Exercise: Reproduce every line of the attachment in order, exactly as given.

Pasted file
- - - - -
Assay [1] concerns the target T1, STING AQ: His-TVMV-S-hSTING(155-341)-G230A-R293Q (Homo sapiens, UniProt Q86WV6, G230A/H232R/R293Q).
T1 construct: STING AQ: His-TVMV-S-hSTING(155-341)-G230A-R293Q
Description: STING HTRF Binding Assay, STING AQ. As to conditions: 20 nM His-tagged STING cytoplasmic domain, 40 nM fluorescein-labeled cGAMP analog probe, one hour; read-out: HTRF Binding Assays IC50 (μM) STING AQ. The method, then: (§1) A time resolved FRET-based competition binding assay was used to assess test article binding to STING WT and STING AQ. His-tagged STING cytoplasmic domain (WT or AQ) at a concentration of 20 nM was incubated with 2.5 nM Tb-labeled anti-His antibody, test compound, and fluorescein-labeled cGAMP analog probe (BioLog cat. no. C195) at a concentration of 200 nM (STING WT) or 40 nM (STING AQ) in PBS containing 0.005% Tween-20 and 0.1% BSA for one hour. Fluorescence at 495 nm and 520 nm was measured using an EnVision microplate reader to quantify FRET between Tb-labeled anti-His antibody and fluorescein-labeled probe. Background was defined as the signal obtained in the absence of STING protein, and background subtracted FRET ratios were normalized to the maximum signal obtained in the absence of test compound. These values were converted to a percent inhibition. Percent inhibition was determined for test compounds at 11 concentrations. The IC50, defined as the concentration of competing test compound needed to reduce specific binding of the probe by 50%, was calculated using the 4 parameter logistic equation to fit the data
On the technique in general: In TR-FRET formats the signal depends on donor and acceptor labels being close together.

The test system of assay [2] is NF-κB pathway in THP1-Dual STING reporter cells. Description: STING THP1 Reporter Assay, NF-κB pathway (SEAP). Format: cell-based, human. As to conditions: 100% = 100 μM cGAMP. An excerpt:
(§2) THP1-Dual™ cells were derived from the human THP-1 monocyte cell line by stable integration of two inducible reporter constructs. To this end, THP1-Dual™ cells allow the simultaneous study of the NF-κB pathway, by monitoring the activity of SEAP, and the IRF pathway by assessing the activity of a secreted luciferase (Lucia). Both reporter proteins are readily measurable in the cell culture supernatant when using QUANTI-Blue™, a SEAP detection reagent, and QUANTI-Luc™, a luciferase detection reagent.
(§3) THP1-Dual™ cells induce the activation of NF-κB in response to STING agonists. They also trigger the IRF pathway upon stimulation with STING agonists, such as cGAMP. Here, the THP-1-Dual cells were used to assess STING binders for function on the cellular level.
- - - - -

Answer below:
Assay [1] concerns the target T1, STING AQ: His-TVMV-S-hSTING(155-341)-G230A-R293Q (Homo sapiens, UniProt Q86WV6, G230A/H232R/R293Q).
T1 construct: STING AQ: His-TVMV-S-hSTING(155-341)-G230A-R293Q
Description: STING HTRF Binding Assay, STING AQ. As to conditions: 20 nM His-tagged STING cytoplasmic domain, 40 nM fluorescein-labeled cGAMP analog probe, one hour; read-out: HTRF Binding Assays IC50 (μM) STING AQ. The method, then: (§1) A time resolved FRET-based competition binding assay was used to assess test article binding to STING WT and STING AQ. His-tagged STING cytoplasmic domain (WT or AQ) at a concentration of 20 nM was incubated with 2.5 nM Tb-labeled anti-His antibody, test compound, and fluorescein-labeled cGAMP analog probe (BioLog cat. no. C195) at a concentration of 200 nM (STING WT) or 40 nM (STING AQ) in PBS containing 0.005% Tween-20 and 0.1% BSA for one hour. Fluorescence at 495 nm and 520 nm was measured using an EnVision microplate reader to quantify FRET between Tb-labeled anti-His antibody and fluorescein-labeled probe. Background was defined as the signal obtained in the absence of STING protein, and background subtracted FRET ratios were normalized to the maximum signal obtained in the absence of test compound. These values were converted to a percent inhibition. Percent inhibition was determined for test compounds at 11 concentrations. The IC50, defined as the concentration of competing test compound needed to reduce specific binding of the probe by 50%, was calculated using the 4 parameter logistic equation to fit the data
On the technique in general: In TR-FRET formats the signal depends on donor and acceptor labels being close together.

The test system of assay [2] is NF-κB pathway in THP1-Dual STING reporter cells. Description: STING THP1 Reporter Assay, NF-κB pathway (SEAP). Format: cell-based, human. As to conditions: 100% = 100 μM cGAMP. An excerpt:
(§2) THP1-Dual™ cells were derived from the human THP-1 monocyte cell line by stable integration of two inducible reporter constructs. To this end, THP1-Dual™ cells allow the simultaneous study of the NF-κB pathway, by monitoring the activity of SEAP, and the IRF pathway by assessing the activity of a secreted luciferase (Lucia). Both reporter proteins are readily measurable in the cell culture supernatant when using QUANTI-Blue™, a SEAP detection reagent, and QUANTI-Luc™, a luciferase detection reagent.
(§3) THP1-Dual™ cells induce the activation of NF-κB in response to STING agonists. They also trigger the IRF pathway upon stimulation with STING agonists, such as cGAMP. Here, the THP-1-Dual cells were used to assess STING binders for function on the cellular level.